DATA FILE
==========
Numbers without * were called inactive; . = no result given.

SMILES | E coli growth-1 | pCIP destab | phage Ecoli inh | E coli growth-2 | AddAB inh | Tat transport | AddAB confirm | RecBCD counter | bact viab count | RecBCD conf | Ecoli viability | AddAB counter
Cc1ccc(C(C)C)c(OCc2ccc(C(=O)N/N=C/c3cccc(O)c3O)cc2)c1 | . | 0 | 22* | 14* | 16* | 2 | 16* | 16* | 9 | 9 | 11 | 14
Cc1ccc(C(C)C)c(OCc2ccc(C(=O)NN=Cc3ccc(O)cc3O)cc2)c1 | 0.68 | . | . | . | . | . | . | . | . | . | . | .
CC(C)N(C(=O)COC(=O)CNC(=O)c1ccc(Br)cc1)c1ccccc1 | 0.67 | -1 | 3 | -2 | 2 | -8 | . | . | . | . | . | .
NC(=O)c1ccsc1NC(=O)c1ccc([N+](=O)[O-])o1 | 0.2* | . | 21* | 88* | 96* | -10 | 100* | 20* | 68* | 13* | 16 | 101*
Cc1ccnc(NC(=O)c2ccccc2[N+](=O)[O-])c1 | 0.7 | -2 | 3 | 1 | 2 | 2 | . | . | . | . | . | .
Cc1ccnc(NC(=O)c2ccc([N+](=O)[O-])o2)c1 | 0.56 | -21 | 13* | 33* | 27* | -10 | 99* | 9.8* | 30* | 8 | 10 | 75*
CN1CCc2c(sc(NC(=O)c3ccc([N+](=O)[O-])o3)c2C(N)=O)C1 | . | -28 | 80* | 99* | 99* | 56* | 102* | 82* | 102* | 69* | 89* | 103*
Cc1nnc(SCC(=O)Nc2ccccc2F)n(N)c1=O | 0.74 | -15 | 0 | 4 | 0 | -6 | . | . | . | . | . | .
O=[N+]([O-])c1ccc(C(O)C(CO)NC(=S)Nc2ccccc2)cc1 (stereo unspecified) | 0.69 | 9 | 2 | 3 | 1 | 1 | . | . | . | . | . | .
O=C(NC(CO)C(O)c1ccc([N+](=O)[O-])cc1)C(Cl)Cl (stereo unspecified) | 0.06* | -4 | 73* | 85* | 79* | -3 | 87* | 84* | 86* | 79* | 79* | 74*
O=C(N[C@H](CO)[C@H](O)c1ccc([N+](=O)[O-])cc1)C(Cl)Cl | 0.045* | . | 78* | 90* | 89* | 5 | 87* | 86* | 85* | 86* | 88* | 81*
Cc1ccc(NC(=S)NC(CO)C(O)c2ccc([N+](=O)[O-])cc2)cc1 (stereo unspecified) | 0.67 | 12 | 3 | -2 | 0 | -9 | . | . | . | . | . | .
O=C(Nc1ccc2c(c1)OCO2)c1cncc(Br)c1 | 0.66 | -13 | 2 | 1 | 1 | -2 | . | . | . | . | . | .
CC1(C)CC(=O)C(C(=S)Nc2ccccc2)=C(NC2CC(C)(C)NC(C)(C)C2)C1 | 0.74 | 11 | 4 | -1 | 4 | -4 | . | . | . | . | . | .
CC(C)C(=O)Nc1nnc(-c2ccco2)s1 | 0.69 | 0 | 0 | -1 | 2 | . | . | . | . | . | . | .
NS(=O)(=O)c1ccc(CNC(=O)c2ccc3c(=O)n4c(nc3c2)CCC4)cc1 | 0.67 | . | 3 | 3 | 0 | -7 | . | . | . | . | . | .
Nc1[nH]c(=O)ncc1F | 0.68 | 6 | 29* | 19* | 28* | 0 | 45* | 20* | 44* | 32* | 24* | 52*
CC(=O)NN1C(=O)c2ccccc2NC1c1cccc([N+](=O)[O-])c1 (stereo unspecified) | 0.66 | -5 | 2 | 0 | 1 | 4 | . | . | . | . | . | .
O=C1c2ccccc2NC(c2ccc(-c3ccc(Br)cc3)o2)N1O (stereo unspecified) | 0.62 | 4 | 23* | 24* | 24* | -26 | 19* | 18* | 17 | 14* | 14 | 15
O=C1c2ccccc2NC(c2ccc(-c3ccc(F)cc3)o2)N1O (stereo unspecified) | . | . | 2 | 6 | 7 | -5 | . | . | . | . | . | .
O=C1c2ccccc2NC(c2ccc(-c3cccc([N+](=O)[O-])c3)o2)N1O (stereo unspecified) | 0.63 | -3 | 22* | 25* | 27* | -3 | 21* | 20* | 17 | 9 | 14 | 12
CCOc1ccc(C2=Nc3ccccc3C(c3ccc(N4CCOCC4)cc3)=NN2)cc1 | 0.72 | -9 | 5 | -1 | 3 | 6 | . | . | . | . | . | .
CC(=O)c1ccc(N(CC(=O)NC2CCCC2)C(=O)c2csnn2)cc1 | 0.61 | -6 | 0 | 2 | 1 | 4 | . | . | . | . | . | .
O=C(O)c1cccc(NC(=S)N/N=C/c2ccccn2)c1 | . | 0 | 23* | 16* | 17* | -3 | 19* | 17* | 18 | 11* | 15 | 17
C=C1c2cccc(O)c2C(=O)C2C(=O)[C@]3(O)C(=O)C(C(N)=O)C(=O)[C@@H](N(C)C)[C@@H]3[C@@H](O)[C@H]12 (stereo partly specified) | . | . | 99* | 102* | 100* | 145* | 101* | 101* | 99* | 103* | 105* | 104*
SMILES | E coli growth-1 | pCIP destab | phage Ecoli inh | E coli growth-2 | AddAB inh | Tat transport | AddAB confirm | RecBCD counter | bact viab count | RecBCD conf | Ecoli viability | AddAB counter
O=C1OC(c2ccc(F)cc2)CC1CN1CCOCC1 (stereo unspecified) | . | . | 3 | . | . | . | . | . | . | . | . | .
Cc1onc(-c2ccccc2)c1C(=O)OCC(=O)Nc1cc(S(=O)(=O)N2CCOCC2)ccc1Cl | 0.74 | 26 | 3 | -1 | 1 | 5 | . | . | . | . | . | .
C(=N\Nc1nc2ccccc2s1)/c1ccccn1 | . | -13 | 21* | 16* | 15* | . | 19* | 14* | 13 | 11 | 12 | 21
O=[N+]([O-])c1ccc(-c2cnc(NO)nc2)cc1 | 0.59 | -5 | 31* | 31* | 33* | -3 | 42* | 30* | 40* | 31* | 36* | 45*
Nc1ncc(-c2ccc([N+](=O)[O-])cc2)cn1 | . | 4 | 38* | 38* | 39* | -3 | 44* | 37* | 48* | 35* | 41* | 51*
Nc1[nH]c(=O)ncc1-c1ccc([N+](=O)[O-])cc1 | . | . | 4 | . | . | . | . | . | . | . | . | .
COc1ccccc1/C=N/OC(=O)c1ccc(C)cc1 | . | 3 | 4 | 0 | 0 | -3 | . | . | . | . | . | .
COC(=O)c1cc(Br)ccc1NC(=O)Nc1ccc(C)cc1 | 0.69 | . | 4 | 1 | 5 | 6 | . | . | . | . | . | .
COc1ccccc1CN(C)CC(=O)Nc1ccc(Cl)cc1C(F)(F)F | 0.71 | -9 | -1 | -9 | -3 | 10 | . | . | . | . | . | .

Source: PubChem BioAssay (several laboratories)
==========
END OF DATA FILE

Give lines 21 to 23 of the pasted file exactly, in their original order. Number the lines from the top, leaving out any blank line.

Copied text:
O=C1c2ccccc2NC(c2ccc(-c3ccc(Br)cc3)o2)N1O (stereo unspecified) | 0.62 | 4 | 23* | 24* | 24* | -26 | 19* | 18* | 17 | 14* | 14 | 15
O=C1c2ccccc2NC(c2ccc(-c3ccc(F)cc3)o2)N1O (stereo unspecified) | . | . | 2 | 6 | 7 | -5 | . | . | . | . | . | .
O=C1c2ccccc2NC(c2ccc(-c3cccc([N+](=O)[O-])c3)o2)N1O (stereo unspecified) | 0.63 | -3 | 22* | 25* | 27* | -3 | 21* | 20* | 17 | 9 | 14 | 12